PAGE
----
failure

Yea.. this doesn’t look good:

Part I:

Part II:

There’s a discussion in the AR15.com thread – HERE

The latest update is that he sent the gun back to Glock to examine.

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Most of the recruits are rural villagers who have never been inside a classroom. Roughly 15 percent test positive for drugs, primarily hashish. Few know how to use a toothbrush or drive, and nearly 90 percent are illiterate.

Since January 2007, upwards of 2,000 police have been killed in action—more than twice the figure for Afghan Army soldiers. U.S. officers say as many as half the police casualties were a result of firearms accidents and traffic collisions.

70,000 or so Afghans trained under the program since its inception, only about 30,000 remain on the force, according to State and Defense officials.

The whole article is very interesting. A good read if you have the time.

Full Story at Newsweek – HERE

I picture the training going something like this:

[youtube]http://www.youtube.com/watch?v=vx57Bo9l–8[/youtube]

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m4 carbine Afghanistan

If you have been watching the news or reading any of the online forums lately, it would have been hard to miss all the talk about the M4 carbine and its “failure” in Afghanistan.

I had a number of thoughts on this topic and had a draft written up for an article I was going to post, then I saw a new post on the topic at Vuurwapen Blog which I will quote a few lines from ( because I agree 100% with them ):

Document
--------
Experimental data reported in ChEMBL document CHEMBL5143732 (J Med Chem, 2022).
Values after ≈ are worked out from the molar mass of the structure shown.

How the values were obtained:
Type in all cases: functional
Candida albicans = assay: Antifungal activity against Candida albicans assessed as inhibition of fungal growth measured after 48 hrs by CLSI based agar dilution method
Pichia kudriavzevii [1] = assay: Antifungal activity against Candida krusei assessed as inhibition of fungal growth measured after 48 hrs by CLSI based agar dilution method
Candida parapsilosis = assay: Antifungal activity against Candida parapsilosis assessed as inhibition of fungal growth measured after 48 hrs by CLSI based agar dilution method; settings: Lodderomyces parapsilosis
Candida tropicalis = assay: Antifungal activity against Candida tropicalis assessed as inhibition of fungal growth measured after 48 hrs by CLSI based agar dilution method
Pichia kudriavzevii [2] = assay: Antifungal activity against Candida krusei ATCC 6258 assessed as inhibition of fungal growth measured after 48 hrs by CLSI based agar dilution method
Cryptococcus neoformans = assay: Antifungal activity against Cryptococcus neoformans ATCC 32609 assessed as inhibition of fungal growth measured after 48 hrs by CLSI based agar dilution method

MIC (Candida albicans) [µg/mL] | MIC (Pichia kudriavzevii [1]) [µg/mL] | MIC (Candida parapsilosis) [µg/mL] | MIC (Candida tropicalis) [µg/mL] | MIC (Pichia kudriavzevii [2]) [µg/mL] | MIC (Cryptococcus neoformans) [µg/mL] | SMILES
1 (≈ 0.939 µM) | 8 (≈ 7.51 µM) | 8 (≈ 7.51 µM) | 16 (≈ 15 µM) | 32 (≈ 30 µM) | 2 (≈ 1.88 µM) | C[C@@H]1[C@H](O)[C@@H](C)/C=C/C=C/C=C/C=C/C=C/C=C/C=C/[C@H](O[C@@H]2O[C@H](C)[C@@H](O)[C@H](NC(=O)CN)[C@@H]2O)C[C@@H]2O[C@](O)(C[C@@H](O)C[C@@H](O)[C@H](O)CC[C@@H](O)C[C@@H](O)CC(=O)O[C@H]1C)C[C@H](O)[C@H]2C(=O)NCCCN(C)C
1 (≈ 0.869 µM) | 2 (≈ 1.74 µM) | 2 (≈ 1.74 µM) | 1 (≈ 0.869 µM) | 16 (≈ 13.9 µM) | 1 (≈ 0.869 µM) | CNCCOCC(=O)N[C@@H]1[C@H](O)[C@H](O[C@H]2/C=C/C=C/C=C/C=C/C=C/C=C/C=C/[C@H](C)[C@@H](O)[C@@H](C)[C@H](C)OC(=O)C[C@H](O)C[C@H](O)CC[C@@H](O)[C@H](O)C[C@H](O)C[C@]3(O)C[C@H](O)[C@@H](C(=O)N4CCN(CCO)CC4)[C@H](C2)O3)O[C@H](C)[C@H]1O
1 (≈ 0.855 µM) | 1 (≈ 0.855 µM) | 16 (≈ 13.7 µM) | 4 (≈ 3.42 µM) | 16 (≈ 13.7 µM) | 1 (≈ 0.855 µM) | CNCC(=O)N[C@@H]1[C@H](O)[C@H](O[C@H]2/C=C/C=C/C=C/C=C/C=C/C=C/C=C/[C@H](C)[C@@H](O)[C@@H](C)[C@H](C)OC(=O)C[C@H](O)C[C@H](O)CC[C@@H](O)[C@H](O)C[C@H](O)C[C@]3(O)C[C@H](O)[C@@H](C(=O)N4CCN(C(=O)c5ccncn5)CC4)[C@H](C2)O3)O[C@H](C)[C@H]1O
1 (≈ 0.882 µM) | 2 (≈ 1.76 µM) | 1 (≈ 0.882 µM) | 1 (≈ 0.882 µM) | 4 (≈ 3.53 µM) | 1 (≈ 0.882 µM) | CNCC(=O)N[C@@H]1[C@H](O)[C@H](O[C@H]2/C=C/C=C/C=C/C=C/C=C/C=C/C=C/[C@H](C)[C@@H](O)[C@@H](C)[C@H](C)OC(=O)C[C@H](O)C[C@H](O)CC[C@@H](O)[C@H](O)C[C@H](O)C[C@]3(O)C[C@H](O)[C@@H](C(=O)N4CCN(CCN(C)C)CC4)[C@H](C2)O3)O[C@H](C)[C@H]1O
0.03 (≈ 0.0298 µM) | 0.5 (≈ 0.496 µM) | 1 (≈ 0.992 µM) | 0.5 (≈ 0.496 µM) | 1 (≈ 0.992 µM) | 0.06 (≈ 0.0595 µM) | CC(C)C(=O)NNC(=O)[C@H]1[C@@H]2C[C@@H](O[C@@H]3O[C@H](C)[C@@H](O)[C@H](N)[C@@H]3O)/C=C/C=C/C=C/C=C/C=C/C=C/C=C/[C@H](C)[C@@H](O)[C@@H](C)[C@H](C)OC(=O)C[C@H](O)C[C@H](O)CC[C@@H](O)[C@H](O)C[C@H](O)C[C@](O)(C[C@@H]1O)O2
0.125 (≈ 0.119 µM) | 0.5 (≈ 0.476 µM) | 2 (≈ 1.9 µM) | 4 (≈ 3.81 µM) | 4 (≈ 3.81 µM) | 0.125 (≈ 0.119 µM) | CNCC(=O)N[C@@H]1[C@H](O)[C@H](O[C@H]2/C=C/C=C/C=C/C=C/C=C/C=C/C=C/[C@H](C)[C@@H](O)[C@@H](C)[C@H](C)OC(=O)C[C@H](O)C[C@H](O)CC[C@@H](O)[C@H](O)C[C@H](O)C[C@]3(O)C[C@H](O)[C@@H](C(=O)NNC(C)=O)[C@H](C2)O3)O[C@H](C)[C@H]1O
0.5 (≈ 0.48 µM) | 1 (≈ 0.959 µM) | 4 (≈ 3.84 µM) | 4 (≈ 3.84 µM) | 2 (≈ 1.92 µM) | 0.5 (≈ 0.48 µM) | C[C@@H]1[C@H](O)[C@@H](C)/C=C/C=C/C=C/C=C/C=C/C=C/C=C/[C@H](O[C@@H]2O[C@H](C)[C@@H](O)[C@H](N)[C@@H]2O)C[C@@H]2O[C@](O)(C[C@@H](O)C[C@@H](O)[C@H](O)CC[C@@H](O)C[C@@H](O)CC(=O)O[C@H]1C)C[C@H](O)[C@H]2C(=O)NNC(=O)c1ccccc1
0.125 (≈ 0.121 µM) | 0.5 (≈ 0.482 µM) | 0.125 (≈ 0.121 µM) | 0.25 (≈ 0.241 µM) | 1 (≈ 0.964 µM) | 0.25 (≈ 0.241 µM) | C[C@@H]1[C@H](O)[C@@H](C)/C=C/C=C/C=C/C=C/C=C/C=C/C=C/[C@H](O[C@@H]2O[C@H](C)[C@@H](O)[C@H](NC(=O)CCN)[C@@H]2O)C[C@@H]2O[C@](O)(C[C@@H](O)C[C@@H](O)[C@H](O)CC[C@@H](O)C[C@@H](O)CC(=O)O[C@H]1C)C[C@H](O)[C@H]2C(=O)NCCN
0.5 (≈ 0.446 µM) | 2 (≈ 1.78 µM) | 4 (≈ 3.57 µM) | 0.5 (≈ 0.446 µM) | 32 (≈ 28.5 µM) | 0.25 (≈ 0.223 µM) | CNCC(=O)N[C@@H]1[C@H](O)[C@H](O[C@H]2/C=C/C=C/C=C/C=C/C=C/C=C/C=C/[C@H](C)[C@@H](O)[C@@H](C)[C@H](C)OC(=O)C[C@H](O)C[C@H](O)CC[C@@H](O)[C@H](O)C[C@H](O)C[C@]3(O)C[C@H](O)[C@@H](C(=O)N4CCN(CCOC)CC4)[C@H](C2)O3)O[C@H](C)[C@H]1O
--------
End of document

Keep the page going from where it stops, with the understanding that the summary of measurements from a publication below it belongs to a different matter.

I’m always a little suspicious when I see claims of M4s going down in combat.

One of the biggest problems is when Soldiers and Marines try to use their rifle in a manner other than that which was originally intended.

Unfortunately, an incorrect thought process persists among many officers and senior enlisted – that the rifles should be scrubbed clean as often as possible, and that oil should not be added to the weapon, for it will “attract dust and dirt”. Soldiers and Marines have been dying because of this absolute garbage since the introduction of the Garand in combat operations in the Pacific during WWII. Proper lubrication is vital for any semiautomatic or automatic weapon.

Check out the full article at Vuurwapen Blog – HERE

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